Why Do Guinea Pigs Squeal? Find Out Now!
Guinea pigs are very sociable animals, and because of this, they have evolved to produce a series of vocalizations they use to communicate with other individuals of their species.
Guinea pigs are called “Cuys” in some countries of South America. This name has an onomatopoeic origin and it refers to the vocalizations that these rodents emit regularly, in both domestic and wild environments. In this article, we pose the following question: Why do guinea pigs squeal? If you want the answer, we encourage you to read on.
Communication in the animal world is a fascinating evolutionary process, and, for this reason, various ethological researchers are trying to decipher the meaning of language in the different species in the animal kingdom.
About guinea pigs
Before entering fully into the world of guinea pig communication, we need to define the species in question. Surprising as it may seem, the guinea pig (Cavia porcellus) is a species of hybrid rodent belonging to the family Caviidae. These curious pets are the result of the crossing of diverse species of the Cavia genus, such as Cavia aparea or Cavia magna.
Some of the differential characteristics of these small mammals are the following:
- They come from the Andean region of South America
- They weigh about 2 lbs and live between five and eight years
- Guinea pigs are herbivorous animals and require a continuous supply of fiber and vitamin C to enjoy good health
- This species has different morphotypes, which differ by the color arrangement and nature of their coat.
- They’re affable, calm rodents, and live in social groups.
It’s this last characteristic that gives us the first clue as to why guinea pigs squeal. If an animal lives in a society, it has to have some way of communicating with its relatives, right?
So, why do guinea pigs squeal?
As simple as the question may seem, several ethological studies have designed experimental models to discover the reason for these vocalizations. This task is certainly not a simple one. Besides the existence of variations at an individual level, the squeals seem to have a different meaning according to the age of the guinea pig.
The guinea pig is especially multifaceted since, according to this research, it’s capable of emitting up to 11 different tonalities. Some of them respond to the following situations:
- Guinea pigs (especially the youngest ones) emit more audible sounds when they are in a new environment. This coincides with cortisol level increases in their bodies, a stress-related hormone.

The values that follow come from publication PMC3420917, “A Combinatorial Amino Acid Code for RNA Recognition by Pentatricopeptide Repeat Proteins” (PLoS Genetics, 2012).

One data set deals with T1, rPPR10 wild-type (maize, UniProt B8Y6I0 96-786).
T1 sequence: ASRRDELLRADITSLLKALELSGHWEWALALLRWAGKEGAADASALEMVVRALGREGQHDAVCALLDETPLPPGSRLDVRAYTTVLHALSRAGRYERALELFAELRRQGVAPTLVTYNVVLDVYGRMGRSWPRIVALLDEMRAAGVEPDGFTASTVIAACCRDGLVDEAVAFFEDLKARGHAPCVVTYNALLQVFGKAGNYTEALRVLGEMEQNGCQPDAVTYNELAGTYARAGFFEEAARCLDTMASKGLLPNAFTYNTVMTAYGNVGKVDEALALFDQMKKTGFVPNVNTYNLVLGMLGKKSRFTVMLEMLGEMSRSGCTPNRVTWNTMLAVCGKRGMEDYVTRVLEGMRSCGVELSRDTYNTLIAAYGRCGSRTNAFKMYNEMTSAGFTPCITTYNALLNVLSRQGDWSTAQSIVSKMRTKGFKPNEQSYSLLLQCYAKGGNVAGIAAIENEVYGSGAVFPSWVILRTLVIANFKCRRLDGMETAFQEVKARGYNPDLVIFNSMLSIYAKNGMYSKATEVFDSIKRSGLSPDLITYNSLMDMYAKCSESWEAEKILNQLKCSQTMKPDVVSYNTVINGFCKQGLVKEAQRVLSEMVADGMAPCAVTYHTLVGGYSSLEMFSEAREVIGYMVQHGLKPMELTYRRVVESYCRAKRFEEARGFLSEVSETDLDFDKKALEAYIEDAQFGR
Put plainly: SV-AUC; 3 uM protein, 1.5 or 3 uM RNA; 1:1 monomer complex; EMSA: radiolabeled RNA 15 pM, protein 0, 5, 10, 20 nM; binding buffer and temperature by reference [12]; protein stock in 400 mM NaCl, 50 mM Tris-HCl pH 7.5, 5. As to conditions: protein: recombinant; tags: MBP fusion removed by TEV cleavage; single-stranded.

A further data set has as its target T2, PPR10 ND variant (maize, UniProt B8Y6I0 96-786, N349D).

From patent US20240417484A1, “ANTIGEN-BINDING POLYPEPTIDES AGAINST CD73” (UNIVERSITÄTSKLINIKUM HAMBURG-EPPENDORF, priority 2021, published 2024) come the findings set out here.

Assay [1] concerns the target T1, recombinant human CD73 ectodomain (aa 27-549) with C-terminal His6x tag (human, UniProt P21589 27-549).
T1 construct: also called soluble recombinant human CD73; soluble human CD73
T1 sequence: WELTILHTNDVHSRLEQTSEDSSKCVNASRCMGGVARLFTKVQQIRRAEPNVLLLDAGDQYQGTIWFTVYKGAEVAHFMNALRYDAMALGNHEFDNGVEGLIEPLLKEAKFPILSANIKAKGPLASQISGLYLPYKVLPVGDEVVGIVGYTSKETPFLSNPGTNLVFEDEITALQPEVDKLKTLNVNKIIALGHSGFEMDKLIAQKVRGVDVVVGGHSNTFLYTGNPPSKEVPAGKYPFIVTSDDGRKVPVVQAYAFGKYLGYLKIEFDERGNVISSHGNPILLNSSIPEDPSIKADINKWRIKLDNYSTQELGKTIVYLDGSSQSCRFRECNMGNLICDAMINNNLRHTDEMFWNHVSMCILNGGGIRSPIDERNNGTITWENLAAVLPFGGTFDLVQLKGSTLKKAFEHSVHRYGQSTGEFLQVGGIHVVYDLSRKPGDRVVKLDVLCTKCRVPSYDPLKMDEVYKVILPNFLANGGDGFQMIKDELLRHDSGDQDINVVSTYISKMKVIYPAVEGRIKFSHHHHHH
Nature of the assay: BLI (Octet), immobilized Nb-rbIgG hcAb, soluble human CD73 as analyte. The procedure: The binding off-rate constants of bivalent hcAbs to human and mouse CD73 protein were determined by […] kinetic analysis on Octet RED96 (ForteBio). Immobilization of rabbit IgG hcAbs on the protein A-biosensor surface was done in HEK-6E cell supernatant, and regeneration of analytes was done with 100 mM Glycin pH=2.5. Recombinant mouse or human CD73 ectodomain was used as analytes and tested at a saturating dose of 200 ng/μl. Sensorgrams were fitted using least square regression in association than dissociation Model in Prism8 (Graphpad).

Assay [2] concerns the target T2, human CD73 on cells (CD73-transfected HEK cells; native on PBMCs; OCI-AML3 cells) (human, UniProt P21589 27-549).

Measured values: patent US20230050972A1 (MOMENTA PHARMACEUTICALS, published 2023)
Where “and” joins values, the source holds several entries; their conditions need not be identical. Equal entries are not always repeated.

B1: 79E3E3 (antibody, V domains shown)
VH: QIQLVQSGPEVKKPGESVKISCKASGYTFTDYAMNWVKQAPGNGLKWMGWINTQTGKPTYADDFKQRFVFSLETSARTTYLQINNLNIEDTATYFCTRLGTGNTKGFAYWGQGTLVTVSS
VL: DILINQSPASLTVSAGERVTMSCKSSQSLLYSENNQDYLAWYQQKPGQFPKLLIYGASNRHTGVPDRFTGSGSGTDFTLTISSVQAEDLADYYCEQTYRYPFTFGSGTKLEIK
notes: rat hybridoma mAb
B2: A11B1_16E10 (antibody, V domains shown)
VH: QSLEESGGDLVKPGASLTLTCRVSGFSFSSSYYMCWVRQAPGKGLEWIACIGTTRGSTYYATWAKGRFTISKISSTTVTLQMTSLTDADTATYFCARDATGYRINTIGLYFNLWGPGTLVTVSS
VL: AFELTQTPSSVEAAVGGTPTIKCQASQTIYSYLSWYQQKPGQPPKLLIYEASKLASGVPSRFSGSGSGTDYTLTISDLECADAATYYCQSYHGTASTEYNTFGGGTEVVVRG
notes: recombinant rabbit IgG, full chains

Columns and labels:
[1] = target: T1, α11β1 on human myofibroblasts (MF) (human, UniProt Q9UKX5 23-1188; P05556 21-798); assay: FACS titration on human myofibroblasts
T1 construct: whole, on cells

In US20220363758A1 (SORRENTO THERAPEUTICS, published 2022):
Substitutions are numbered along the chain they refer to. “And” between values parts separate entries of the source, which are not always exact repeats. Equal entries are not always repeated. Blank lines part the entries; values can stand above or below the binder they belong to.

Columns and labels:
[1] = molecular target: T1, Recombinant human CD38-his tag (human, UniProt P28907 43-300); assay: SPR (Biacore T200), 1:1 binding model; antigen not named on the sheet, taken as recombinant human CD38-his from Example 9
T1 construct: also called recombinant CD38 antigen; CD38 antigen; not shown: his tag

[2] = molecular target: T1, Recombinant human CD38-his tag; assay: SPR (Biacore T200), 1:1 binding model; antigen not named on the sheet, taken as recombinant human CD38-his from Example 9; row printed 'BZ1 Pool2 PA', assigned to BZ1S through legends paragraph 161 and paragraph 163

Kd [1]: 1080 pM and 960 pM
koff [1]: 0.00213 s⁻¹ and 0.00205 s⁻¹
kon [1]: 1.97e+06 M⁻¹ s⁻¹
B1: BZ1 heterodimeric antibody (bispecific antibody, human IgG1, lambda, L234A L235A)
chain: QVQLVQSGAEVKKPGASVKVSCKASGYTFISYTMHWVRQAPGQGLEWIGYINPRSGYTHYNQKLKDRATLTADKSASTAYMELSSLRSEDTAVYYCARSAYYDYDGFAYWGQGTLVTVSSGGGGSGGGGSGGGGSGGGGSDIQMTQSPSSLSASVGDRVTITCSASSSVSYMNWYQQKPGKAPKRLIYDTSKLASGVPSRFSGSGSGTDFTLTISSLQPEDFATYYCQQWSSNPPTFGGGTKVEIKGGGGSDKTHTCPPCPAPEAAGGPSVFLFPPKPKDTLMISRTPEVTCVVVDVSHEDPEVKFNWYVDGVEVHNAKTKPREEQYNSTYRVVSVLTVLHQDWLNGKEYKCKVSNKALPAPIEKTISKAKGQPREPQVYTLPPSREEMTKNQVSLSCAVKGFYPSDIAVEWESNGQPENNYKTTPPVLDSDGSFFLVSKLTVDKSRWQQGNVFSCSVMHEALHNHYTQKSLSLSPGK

- When separated from their mothers, the guinea pigs emit calls out of loneliness, which are accompanied by an increase in the animal’s movements and general agitation. Once the little ones return to their parents, the mothers emit a series of purrs to calm their offspring.
However, not everything is linked to the relationship between mothers and their children, since many other vocalizations are related to other processes. Up next, we’ll be mentioning some examples.
A sound for every situation
Several studies have researched when, how, and why different vocalizations occur in various situations. These are some of the results:
- The chortle is the most common vocalization among guinea pigs. It seems to be present in all kinds of situations, whether they’re social or not. The emission of these preliminary sounds is very present when two individuals meet and try to identify each other. In addition, these sounds are later substituted by other noises more appropriate to the situation.
- The moaning sounds they make are produced, in general, when a situation causes discomfort in the animal. For example, when a non-receptive female is approached by a reproductive male.
- The squeaking sound is produced when the guinea pig experiences some type of physical pain.
There are many more sounds and noises emitted by guinea pigs, but one idea is clear: guinea pigs squeal to communicate with each other. Each tone has a specific function, and, from an evolutionary point of view, it’s much more effective to warn others of a negative interaction with a sound than with a physical activity that requires more energy.
A matter of sociability
As we’ve seen, social animals such as guinea pigs have developed complex linguistic mechanisms to communicate different feelings and emotions. This is beneficial for all members of the group since they can detect danger more quickly and avoid unnecessary fights among themselves.
In the animal world, everything has a biological response. Therefore, if you have a guinea pig at home, we encourage you to try to understand in what situations and with what frequency it produces these noises. After all, it may be trying to convey a message, such as continuous stress or feeling of loneliness.